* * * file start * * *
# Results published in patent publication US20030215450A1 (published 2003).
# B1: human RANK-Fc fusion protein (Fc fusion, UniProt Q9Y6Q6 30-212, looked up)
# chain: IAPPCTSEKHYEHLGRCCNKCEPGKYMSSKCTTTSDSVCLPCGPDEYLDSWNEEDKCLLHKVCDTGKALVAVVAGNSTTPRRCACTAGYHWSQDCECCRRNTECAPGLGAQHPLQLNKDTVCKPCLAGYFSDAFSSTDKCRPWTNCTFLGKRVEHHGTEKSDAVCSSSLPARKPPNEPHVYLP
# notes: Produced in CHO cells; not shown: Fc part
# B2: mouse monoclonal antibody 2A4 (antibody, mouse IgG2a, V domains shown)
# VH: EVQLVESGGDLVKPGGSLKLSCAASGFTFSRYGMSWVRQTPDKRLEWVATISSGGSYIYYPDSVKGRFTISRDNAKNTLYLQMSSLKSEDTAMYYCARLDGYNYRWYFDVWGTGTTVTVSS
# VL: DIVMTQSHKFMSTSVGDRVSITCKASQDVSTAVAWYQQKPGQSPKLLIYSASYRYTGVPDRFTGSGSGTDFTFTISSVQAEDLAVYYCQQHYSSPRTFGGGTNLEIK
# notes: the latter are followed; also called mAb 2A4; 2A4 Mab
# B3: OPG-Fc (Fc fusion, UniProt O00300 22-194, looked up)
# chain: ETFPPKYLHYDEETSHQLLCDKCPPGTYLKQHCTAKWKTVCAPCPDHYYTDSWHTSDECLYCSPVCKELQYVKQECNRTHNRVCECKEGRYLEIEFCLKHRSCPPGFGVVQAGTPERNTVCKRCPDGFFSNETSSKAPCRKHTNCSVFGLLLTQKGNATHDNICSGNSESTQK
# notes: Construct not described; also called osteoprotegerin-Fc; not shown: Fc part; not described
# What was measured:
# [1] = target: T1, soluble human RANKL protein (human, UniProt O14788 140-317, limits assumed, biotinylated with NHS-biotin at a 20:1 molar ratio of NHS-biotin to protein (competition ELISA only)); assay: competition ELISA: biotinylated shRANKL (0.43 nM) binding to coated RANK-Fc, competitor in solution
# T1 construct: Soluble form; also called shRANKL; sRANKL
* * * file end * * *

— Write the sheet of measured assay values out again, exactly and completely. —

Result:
# Results published in patent publication US20030215450A1 (published 2003).
# B1: human RANK-Fc fusion protein (Fc fusion, UniProt Q9Y6Q6 30-212, looked up)
# chain: IAPPCTSEKHYEHLGRCCNKCEPGKYMSSKCTTTSDSVCLPCGPDEYLDSWNEEDKCLLHKVCDTGKALVAVVAGNSTTPRRCACTAGYHWSQDCECCRRNTECAPGLGAQHPLQLNKDTVCKPCLAGYFSDAFSSTDKCRPWTNCTFLGKRVEHHGTEKSDAVCSSSLPARKPPNEPHVYLP
# notes: Produced in CHO cells; not shown: Fc part
# B2: mouse monoclonal antibody 2A4 (antibody, mouse IgG2a, V domains shown)
# VH: EVQLVESGGDLVKPGGSLKLSCAASGFTFSRYGMSWVRQTPDKRLEWVATISSGGSYIYYPDSVKGRFTISRDNAKNTLYLQMSSLKSEDTAMYYCARLDGYNYRWYFDVWGTGTTVTVSS
# VL: DIVMTQSHKFMSTSVGDRVSITCKASQDVSTAVAWYQQKPGQSPKLLIYSASYRYTGVPDRFTGSGSGTDFTFTISSVQAEDLAVYYCQQHYSSPRTFGGGTNLEIK
# notes: the latter are followed; also called mAb 2A4; 2A4 Mab
# B3: OPG-Fc (Fc fusion, UniProt O00300 22-194, looked up)
# chain: ETFPPKYLHYDEETSHQLLCDKCPPGTYLKQHCTAKWKTVCAPCPDHYYTDSWHTSDECLYCSPVCKELQYVKQECNRTHNRVCECKEGRYLEIEFCLKHRSCPPGFGVVQAGTPERNTVCKRCPDGFFSNETSSKAPCRKHTNCSVFGLLLTQKGNATHDNICSGNSESTQK
# notes: Construct not described; also called osteoprotegerin-Fc; not shown: Fc part; not described
# What was measured:
# [1] = target: T1, soluble human RANKL protein (human, UniProt O14788 140-317, limits assumed, biotinylated with NHS-biotin at a 20:1 molar ratio of NHS-biotin to protein (competition ELISA only)); assay: competition ELISA: biotinylated shRANKL (0.43 nM) binding to coated RANK-Fc, competitor in solution
# T1 construct: Soluble form; also called shRANKL; sRANKL